ABOUT THIS BOOK
The Tobin family never dreamed that they would have to deal with censorship, vandalism, or religious-right groups. They had moved to the small, upper middle-class community of Walden Woods because it seemed a safe place to rear a family. Now Todd and Diana, sophomores in high school, are occupied with after-school activities, and seven-year-old Marnie is left with a teenage baby-sitter, Laurel Kellerman. Then Marnie begins having nightmares, and a group called the Children's Rights Forum wants to "protect children" by censoring books in the school library. Is there really a safe place on Earth? The Tobins eventually find the answer to this question, and the irony of their life on Tranquillity Lane changes their lives forever.
ABOUT THIS AUTHOR
Born in Decatur, IIlinois, Richard Peck has written over 18 novels for young readers. He is the winner of the 1990 Margaret A. Edwards Award, a prestigious award sponsored by the Young Adult Library Services Association of the American Library Association in cooperation with School Library Journal; the 1990 National Council of Teachers of English/ALAN Award for outstanding contributions to young adult literature; and the Mystery Writers of America Edgar Allan Poe Award.
Peck says, "I want to write novels that ask honest questions about serious issues. A novel is never an answer; it's always a question." In The Last Safe Place on Earth, Peck deals with the serious issue of censorship, and young readers will have many questions long after the close the book.
The Last Safe Place on Earth is an engaging story that enables young readers to examine the hypocrisy in our society. In addition, it sends a powerful message to teenagers about their responsibility to themselves, their families, and their communities. This novel draws a strong connection between the social studies and language arts curriculum; therefore, it is a perfect choice for developing an interdisciplinary unit that will help students grasp the true meaning of their constitutional rights.
Suggested Classroom Activities
Display copies of the First and Fourteenth Amendments so that the class can read them. Ask students to write a paragraph about what the First Amendment means to them. After they have shared their writing in class, ask them to discuss how the First and Fourteenth Amendments are related.
Throughout the novel there is evidence that peer pressure is a problem among the students at Walden Woods High School. Challenge students to locate specific incidents in the book that are a result of peer pressure. How are the problems among the teenagers at Walden Woods High School similar to the problems that plague most American teenagers? Diana feels comfortable taking personal risks, speaking out on issues about which she feels passionate. What gives Diana the strength to ignore peer pressure and stand up for what she believes?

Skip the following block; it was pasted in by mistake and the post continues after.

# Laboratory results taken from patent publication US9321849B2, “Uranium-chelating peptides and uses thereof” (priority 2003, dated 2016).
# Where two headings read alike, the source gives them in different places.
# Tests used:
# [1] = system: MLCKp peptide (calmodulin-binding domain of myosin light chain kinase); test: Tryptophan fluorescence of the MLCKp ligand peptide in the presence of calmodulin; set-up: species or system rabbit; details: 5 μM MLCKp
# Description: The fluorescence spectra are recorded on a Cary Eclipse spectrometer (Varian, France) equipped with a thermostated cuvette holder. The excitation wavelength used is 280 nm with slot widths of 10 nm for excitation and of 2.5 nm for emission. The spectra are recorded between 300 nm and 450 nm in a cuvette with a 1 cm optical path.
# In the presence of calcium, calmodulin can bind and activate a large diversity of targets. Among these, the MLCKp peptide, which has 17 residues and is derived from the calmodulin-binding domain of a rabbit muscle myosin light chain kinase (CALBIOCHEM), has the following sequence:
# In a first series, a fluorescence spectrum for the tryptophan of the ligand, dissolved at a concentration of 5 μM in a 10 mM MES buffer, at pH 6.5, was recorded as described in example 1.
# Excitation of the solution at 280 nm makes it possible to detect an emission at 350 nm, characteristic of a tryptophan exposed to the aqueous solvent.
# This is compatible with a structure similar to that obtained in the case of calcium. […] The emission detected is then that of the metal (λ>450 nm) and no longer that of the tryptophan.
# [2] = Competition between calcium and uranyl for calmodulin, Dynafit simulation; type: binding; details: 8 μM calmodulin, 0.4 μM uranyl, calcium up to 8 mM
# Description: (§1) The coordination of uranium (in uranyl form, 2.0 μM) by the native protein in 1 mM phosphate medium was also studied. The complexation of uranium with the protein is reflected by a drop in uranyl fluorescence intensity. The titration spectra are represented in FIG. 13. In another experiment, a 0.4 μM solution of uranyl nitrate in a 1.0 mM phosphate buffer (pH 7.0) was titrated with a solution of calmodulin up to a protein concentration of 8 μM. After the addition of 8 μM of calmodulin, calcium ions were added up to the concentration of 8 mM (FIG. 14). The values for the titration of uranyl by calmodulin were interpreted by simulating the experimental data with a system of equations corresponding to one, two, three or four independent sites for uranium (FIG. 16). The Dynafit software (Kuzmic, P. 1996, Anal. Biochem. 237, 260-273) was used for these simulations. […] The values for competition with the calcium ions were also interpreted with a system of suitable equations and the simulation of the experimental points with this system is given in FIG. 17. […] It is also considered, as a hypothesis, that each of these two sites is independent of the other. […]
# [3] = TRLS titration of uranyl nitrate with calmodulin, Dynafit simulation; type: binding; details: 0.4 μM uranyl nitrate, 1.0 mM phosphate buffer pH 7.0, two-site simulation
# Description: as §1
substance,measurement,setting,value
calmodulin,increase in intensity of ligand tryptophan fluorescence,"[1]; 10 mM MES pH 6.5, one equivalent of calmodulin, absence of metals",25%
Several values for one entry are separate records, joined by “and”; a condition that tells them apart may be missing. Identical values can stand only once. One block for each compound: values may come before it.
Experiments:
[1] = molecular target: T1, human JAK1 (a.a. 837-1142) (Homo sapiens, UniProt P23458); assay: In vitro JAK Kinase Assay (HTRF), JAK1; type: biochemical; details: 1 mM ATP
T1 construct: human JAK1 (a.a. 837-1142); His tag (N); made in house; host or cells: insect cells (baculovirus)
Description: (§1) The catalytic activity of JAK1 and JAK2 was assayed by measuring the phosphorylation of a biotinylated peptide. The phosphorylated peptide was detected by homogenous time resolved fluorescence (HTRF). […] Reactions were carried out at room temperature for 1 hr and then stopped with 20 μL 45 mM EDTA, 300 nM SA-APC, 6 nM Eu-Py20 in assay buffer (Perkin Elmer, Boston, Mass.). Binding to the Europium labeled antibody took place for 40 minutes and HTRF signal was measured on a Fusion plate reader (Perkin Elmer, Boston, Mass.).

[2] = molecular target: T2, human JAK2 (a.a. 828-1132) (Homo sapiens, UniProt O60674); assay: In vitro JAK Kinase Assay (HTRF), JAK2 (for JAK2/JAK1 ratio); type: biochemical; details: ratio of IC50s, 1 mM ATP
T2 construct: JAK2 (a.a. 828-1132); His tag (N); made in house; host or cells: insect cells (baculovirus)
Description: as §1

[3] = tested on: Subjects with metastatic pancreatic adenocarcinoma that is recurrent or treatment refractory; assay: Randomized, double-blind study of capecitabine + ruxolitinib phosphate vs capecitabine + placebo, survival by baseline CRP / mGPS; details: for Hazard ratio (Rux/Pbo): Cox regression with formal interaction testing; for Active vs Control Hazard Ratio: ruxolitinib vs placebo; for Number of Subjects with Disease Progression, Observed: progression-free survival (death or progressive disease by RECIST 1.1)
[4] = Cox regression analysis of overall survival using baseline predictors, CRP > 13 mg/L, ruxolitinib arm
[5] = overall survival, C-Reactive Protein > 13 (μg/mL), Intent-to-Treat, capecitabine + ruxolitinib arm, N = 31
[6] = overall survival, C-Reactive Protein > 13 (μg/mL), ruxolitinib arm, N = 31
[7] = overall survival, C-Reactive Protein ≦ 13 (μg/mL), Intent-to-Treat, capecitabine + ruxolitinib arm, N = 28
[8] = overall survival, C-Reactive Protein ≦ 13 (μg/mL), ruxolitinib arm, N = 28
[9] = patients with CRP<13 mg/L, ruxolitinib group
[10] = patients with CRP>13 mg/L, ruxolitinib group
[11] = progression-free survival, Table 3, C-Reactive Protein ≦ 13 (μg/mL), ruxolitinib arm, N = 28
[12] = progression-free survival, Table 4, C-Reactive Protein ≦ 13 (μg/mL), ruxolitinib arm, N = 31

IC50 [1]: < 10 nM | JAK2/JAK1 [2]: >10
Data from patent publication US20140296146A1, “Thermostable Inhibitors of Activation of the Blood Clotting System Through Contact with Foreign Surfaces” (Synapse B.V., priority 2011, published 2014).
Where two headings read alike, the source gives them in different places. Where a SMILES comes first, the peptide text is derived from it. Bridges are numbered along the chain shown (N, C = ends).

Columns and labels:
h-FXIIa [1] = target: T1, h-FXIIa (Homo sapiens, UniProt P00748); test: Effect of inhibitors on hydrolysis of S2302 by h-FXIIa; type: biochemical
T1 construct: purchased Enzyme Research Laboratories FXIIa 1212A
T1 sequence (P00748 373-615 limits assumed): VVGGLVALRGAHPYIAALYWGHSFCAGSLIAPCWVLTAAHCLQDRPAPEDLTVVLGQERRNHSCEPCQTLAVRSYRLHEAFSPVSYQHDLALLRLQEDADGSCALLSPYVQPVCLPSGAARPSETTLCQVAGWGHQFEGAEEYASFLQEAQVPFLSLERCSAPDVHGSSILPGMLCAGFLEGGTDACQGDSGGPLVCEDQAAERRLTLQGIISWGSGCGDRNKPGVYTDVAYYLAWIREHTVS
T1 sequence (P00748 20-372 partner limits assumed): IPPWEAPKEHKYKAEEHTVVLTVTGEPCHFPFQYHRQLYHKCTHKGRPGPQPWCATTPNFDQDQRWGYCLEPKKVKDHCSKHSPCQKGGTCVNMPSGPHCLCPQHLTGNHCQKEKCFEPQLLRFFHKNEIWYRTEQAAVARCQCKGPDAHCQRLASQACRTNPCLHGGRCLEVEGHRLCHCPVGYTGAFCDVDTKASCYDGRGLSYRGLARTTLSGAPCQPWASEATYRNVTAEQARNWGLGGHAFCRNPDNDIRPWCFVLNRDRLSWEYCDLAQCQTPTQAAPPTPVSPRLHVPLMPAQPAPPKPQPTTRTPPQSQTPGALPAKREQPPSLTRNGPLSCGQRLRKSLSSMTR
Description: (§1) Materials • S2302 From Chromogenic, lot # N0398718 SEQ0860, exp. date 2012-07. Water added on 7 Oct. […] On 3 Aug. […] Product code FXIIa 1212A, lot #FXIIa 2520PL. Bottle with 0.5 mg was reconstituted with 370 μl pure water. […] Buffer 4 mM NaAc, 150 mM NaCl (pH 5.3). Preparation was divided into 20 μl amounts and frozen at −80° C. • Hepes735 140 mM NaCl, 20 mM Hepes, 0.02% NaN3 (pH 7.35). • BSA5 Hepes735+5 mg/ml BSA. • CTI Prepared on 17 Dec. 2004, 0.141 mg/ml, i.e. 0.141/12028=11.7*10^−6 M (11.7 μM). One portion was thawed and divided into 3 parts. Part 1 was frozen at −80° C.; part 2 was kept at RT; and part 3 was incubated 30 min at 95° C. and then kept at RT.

After Tara Lawrence is killed in an automobile accident, an announcement about it is broadcast over the high school's AP system. Todd's history teacher says, "First one of the year. What does that mean to you?" (page 26) Encourage students to think about this message. Todd reacts flippantly to the announcement. "I didn't want any hysterical talk about how teenagers aren't responsible enough to drive. Besides, these people were seniors, apart from Tara. They weren't us." (page 26) How do Todd's feelings regarding the accident indicate that he feels invincible? How is the auto accident really about everybody and not just about Tara Lawrence?
Family and Relationships
C.E. Van Meter and Laurel Kellerman manage to conceal their family problems. Ask students to consider how hiding problems can make things worse. How does the Tobin family help C.E. and Laurel? Ask students to predict which of these teenagers has the best chance of overcoming his or her family problems.
Challenges (Dealing With Controversy)
Most students want to read the books that are challenged in schools and public libraries. What is it about human nature that makes us want to do the things we are forbidden to do? Encourage students to suggest ways that a family can deal with controversial books without forbidding children and teenagers to read them.
Rights (Individual Rights)